The PAC 12 opened up their schedule last night with Utah’s 41-10 pummeling of Jay Hill’s Weber State club last night. Watching the broadcast, I came to realize just how high the expectations are for the Washington Huskies this season.
At times it felt like that the PAC 12 Network announcing crew (Mike Yam, Roxy Bernstein, Yogi Roth, and Nigel Burton) seemed more interested in discussing the prospects for UW winning the conference and pushing for a spot in the College Football Playoff than actually analyzing the action happening on the field of Rice-Eccles.
It’s not surprising that the PAC 12 Networks would be interested in allocating considerable air time to previewing the conference. The first football game of the season is exactly the right time to “set up your lineup” for the season if you are a broadcast outfit looking to generate some excitement.
Still, the sheer volume of time and superlatives given to Washington reminded me just how strongly this notion of UW being the great hope of the conference continues to resonate with those invested in PAC 12. We’ve discussed this notion at length.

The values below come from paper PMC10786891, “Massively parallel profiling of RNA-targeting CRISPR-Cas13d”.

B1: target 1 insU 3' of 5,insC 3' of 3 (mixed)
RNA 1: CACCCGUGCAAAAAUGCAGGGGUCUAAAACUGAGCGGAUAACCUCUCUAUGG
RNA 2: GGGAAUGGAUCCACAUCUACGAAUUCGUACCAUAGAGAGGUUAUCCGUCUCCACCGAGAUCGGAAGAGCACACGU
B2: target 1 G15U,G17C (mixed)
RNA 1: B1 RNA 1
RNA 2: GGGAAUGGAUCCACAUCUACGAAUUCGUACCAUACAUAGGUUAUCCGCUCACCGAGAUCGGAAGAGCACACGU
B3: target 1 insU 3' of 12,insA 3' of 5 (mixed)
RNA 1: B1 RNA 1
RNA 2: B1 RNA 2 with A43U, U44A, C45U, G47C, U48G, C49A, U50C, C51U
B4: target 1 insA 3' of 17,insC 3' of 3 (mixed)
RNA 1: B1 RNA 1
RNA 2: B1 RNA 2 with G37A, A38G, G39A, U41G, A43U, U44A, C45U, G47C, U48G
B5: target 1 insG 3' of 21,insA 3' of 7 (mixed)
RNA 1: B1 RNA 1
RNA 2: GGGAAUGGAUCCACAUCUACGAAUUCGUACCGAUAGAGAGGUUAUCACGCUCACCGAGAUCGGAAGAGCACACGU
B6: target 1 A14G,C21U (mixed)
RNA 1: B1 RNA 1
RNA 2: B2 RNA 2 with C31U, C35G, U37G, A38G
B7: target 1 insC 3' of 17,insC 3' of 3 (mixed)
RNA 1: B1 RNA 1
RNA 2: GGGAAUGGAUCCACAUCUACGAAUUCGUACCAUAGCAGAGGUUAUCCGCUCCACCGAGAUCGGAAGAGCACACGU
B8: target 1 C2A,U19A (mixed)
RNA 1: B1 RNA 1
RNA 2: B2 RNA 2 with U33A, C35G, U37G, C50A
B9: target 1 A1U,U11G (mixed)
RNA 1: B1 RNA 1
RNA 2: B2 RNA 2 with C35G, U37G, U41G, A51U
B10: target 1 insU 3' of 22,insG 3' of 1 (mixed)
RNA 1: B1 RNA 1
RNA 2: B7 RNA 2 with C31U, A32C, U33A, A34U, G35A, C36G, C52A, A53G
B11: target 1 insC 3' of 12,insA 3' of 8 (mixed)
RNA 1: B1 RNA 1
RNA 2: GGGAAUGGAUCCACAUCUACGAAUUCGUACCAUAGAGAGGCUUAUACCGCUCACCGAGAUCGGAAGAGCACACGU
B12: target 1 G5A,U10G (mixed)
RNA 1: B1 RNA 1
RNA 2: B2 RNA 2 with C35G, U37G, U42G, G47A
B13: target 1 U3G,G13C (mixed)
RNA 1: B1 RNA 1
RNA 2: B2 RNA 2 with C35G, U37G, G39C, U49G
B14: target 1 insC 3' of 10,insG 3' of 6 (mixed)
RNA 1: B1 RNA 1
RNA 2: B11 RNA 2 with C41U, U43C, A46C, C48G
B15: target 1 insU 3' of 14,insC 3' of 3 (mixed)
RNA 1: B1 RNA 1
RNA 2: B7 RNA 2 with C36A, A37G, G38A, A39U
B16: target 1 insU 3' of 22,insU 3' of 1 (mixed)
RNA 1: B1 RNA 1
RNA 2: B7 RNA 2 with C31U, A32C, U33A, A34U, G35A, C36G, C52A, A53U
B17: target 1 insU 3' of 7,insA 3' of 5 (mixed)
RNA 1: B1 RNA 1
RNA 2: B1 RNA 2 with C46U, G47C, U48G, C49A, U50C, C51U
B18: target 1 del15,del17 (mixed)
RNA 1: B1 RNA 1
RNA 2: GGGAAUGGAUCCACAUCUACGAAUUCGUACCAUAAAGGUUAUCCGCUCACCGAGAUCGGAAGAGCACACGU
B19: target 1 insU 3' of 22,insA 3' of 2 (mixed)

The expectations that others have of what the Huskies will deliver are sky-high. These include any and all of the following:
- a victory over Auburn
- wins in all of their home games
- a PAC 12 North title
- a PAC 12 championship
- an undefeated regular season
- a playoff spot
- a victory in the playoffs
- a chance at a national title
In addition, fans of advance statistics will have already noticed that S&P+ gives UW a 100% (?!?) probability of making a bowl game. All of that plus expectations to deliver world peace, a new NAFTA deal and a boyfriend for Rheago seems to be falling into the laps of Chris Petersen and his Huskies.
That’s a heapin’ pile of expectations even before we factor in that nearly 30% of all of you expect the Huskies to win the whole shabang.
Of course, if you were to ask Chris Petersen himself, he would immediately dispense with the “we only expect to play our hardest one game at a time” cliches. I have no doubt that he is completely earnest in that sentiment and that he is right in trying to reign in the ballooning of expectations lest they become a burden for his players and his program. The problem is that he isn’t the highest compensated employee of the state of Washington in spite of the expectation to “win”. He’s paid to do just that.
If the outside world’s expectations are out of control and Chris Petersen’s (stated) expectations are not ambitious enough, what ought we expect from the Huskies on the eve of the kickoff to the 2018 season?